Despite Gary Oldman’s Oscar-baiting performance as Churchill, an underpowered script filled with wafer-thin characterisations undermines his good work in Darkest Hour
Darkest Hour (PG) **
Three Billboards Outside Ebbing, Missouri (18) ***
Eric Clapton: A Life in 12 Bars (15) **
The most memorable scene in Joe Wright’s Ian McEwan adaptation Atonement was a five-minute unbroken shot of James McAvoy wandering along Dunkirk beach in a sort of fever dream, his character’s status as a small cog in a hitherto mishandled war reinforced by the way Wright’s drifting camera took in the surrounding carnivalesque chaos of an outflanked army beating a hasty retreat to the sea. That ability to slip from a micro to a macro view of the Second World War in a single shot is replicated in multiple different ways in Wright’s new film, Darkest Hour, which itself zooms out from the Dunkirk miracle to dramatise the back-room politicking surrounding Winston Churchill’s appointment as Prime Minister in the weeks preceding it. As Wright’s vertiginous camera repeatedly takes us from the chaos of the ground to the entomological serenity of the air (and vice versa), he reinforces the global importance of the decisions being frantically debated by the British government in these crucial moments of May 1940. Sadly that visual bravado isn’t enough to combat a script – by The Theory of Everything’s Anthony McCarten – that seems intent on sounding everything out in the manner of The King’s Speech. Even though there’s a natural overlap between the two stories, Darkest Hour does itself no favours trying to evoke the reassuring nostalgia of that film by setting out to mythologise Churchill once again as Britain’s greatest Briton.
From the moment we’re introduced to Gary Oldman’s prosthetically enhanced Churchill – dining on a breakfast of brandy, cigars and fried eggs; a plinky-plonk score signposting his irascible, rebellious nature – it’s clear this isn’t going to be a particularly nuanced account of his life, even if Oldman does sneak the odd trace of Sid Vicious into his portrayal of him as the establishment’s most anti-establishment figure. Sticking two fingers up to the appeasers who want a negotiated peace, Winston is the only one in the government who understands that a protracted and devastating war will be necessary to protect British sovereignty from the threat of Hitler. Yet that’s also one of the sticking points of the film. Though it reminds us that thoughts of appeasement didn’t vanish the moment Neville Chamberlain resigned, the weight of history is surely great enough to render unnecessary any need to turn Chamberlain (Ronald Pickup) and foreign secretary Viscount Halifax (Stephen Dillane) into the moustache-twirling antagonists they’re presented as here. Their wafer-thin characterisation feels like a very laboured attempt to shoe-horn in a Brexit analogy, one that falls apart thanks to a rather fanciful scene late on in which Churchill makes the decision to go to war after consulting with the great-unwashed on a tube ride en route to parliament.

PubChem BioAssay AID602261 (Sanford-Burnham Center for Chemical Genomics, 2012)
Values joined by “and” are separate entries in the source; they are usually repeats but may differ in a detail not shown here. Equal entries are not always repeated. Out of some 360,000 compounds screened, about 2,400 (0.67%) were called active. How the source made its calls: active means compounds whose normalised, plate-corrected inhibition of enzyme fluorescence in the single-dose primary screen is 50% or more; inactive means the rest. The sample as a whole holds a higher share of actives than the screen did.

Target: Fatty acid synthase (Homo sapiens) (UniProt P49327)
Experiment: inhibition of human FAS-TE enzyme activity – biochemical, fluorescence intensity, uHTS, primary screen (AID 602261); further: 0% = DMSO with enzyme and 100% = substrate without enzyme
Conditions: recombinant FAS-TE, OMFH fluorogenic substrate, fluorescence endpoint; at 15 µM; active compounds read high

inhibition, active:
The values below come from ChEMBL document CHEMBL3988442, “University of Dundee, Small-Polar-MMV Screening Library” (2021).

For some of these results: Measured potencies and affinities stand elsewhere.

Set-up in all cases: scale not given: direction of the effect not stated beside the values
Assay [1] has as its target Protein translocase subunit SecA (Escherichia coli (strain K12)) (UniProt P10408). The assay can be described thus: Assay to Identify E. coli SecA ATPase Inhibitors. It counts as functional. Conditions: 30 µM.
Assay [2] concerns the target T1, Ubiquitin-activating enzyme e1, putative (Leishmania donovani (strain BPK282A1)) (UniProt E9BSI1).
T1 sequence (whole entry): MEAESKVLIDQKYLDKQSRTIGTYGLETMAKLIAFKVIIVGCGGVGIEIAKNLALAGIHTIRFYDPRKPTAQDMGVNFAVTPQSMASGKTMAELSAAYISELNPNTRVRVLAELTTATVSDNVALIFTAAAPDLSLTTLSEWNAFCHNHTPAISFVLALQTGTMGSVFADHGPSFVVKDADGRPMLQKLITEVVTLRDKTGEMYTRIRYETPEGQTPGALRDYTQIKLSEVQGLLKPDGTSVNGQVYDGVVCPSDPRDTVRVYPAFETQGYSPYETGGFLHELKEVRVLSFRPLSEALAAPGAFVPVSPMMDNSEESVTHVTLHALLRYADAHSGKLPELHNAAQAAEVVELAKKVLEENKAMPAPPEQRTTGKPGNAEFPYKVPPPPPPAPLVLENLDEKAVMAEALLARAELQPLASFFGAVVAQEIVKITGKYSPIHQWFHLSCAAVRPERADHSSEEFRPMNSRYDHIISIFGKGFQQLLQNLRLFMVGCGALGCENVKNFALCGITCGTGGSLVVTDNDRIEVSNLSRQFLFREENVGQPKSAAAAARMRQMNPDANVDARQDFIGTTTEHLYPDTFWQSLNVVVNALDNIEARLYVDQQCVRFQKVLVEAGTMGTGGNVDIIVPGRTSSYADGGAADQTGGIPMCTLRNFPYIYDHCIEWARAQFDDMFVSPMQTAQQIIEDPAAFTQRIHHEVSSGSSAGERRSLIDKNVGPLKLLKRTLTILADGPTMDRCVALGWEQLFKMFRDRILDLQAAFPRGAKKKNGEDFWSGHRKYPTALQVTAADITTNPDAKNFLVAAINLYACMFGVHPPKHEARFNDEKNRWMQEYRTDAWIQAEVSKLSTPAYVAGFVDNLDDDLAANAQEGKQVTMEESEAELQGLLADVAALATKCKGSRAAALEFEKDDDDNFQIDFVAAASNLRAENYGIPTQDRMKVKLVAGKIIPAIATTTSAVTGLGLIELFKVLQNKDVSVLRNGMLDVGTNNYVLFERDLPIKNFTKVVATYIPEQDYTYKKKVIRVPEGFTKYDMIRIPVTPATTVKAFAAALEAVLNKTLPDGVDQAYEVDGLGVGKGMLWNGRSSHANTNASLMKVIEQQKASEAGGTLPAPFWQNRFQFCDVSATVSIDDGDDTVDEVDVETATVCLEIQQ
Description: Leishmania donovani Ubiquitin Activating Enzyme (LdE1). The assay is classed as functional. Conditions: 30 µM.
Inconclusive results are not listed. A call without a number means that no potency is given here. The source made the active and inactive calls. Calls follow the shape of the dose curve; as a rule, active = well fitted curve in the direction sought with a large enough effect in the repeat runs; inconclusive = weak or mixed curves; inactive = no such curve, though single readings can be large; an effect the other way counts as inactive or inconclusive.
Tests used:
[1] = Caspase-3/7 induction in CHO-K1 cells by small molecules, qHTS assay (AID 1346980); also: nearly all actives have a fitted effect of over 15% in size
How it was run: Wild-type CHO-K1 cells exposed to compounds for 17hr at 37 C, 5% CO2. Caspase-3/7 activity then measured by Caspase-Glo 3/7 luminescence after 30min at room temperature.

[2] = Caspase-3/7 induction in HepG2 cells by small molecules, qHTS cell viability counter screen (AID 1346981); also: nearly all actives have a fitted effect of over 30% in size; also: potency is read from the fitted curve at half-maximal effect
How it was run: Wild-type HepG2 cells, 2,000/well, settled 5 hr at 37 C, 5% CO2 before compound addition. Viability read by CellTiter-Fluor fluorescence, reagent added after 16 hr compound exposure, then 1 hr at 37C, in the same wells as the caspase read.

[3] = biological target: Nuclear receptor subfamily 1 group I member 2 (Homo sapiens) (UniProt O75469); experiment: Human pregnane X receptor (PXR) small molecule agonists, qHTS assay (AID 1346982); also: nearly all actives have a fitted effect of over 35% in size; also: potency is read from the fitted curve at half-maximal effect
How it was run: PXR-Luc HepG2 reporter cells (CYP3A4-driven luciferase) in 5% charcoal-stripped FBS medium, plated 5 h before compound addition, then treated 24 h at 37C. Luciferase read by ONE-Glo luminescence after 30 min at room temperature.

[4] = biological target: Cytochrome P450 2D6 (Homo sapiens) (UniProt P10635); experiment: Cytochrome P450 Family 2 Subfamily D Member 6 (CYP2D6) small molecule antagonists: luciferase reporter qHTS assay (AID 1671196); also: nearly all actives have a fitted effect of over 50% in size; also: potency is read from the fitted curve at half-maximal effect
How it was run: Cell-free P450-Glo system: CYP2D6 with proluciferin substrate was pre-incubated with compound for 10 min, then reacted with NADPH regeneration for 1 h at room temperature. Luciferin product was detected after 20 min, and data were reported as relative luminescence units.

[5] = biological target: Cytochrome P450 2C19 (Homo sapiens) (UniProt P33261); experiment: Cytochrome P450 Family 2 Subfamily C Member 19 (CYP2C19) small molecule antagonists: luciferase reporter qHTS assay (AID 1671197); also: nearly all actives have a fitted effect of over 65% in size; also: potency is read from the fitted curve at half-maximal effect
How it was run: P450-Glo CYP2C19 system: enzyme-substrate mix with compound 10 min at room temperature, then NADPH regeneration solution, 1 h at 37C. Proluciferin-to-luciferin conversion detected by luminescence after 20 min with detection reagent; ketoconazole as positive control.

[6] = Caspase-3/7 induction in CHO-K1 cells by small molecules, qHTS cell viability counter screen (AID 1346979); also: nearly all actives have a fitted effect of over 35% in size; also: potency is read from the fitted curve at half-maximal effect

Naturally it all builds up to the famous “fight them on the beaches” speech signified by the title – yet the rousing patriotic uplift of that oft-invoked piece of oratory has already been poignantly interrogated and undercut by the final moments of Christopher Nolan’s superior Dunkirk. For all Wright’s talent and Oldman’s Oscar-baiting transformation, Darkest Hour is less than the sum of its parts, a high-school-level history primer destined to be forgotten the moment the awards season is over.
As a grief-hardened mother determined to keep the recent rape and murder of her daughter in the minds of the local police, Frances McDormand is so good in Three Billboards Outside Ebbing, Missouri it’s impossible not to be on her side – no matter how irrational she becomes, no matter how unpleasant her views . In a world of bigoted, violent and none-to-bright men, her character, Mildred Hayes, strides through the titular (fictional) town like an avenging angel, ready to tongue-lash priests, drill holes in vindictive dentists and kick bratty teens in the crotch whenever they get in her way. As written and directed by Martin McDonagh (In Bruges), she feels like the embodiment of the current “Time’s Up” moment – a necessary expression of rage who’s mad as hell and isn’t going to take it any more. She’s a force of nature, trapped by circumstance in small town purgatory and McDonagh fans the flames of this metaphor by puncturing the somewhat absurd plot with several arson attacks, one of which sets Sam Rockwell’s hate-filled, racist cop on a path to redemption that feels a little too easily earned.
That’s not to fault Rockwell’s performance (he’s almost too good), it’s merely to point out the limits of setting up the world of Ebbing as a symbolic playground rather than a town that’s properly rooted in reality or the history of the South: the film’s scabrous exploration of prejudice remains very much on the surface. Still, McDormand’s blazing performance is impossible to deny.
Running through his troubled childhood, his myriad addictions and the tragic death of his toddler son, the documentary Eric Clapton: A Life in 12 Bars makes a case for the virtuoso rock guitarist’s credentials as an authentic bluesman, albeit one whose dedication to the purity of black American music was called into question when he drunkenly championed the racist policies of Enoch Powell in the mid-1970s. To
the film’s credit, it confronts Clapton on this, but oddly fails in the much easier task of celebrating his musicianship thanks to the bizarre absence of any decent archival performance footage of him in his Yardbirds/Cream/Derek & the Dominoes prime. ■